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Executive Risk Awareness—Critical for Project Success

August 20, 2015 |   | 
2 minutes read
Dean Edmundson

Dean Edmundson

Following the 2010 BP Deepwater Horizon oil rig explosion in the Gulf of Mexico, a U.S. investigation commission credited the disaster to project management failures that crippled “the ability of individuals involved to identify the risks they faced and to properly evaluate, communicate, and address them.” This scenario is an all too common problem in today’s project management environment.

One of the biggest challenges organizations face is communicating project risks to executives. When embarking on a new project, executives want to be aware of cost and schedule risks and potential scenarios that might exist to buy-down risk. However, there is a divide between the risk information available to the executive office and the project. The overarching question then becomes, why does this communication gap exist and how can it be alleviated? We believe that risk professionals want to communicate the salient points of project risk to executives, but have not been provided with the right solution to distill complex scenarios into intelligent action.

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Best in class, project risk management software provides the capability to analyze a list of global risks and force rank them based on likelihood to occur and impact to the project, so executives can make timely and informed decisions to help mitigate the effect of the uncertainty that risks bring to a projects’ schedule and cost.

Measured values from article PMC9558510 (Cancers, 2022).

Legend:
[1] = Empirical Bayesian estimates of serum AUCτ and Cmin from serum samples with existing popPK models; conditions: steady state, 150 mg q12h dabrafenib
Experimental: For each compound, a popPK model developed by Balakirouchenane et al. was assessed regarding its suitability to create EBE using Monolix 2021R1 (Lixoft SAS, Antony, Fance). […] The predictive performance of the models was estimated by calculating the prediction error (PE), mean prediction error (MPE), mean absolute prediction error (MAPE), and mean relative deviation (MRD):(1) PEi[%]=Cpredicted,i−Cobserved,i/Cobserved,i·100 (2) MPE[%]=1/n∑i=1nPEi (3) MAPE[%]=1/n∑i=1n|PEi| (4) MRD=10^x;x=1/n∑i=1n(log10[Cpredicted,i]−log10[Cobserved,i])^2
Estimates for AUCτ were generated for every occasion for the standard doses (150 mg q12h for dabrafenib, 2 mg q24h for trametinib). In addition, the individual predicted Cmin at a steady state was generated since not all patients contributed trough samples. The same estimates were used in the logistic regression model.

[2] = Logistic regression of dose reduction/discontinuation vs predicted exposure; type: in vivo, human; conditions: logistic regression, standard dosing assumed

Following Deepwater Horizon, a number of investigations took place in order to discover what was behind one of the biggest modern day disasters. As documents surfaced, safety audits and risk reports warned that the plant was “in complete decline,” presented “an intolerable risk situation,” and posed potential for “a major site accident.” Although the audits showcase that some BP individuals may have been aware of the situation, this also poses as an example of how risks are mismanaged and poorly communicated to project decision-makers.

Another obstacle with risk analysis lies in qualitative risk assessment. Executives assess the impact of a risk based on a probability scale, but it’s difficult to make a decision from qualitative data. Rather than assessing the probability of a risk, an executive needs to know the quantitative impact—how will this risk impact the project schedule and budget in the long run?

The case of BP’s oil rig disaster is a large-scale example of how ineffective risk analysis can impact a project and provides insight into how executive risk awareness is critical towards project success. Effective communication from the ground level to executives must take place to ensure the right people are informed about the right risks on a timely basis. Scenario planning also has to be apart of risk analysis—measuring the best case and worst-case scenarios for identified risks.

Project managers and risk analysts must be able to provide executives with current, accurate data in order for project stakeholders to see which risks are a priority and make decisions based from a quantitative perspective.

Is reporting risk to executives something you've seen be a struggle in your projects? It can happen easily, but it doesn't have to.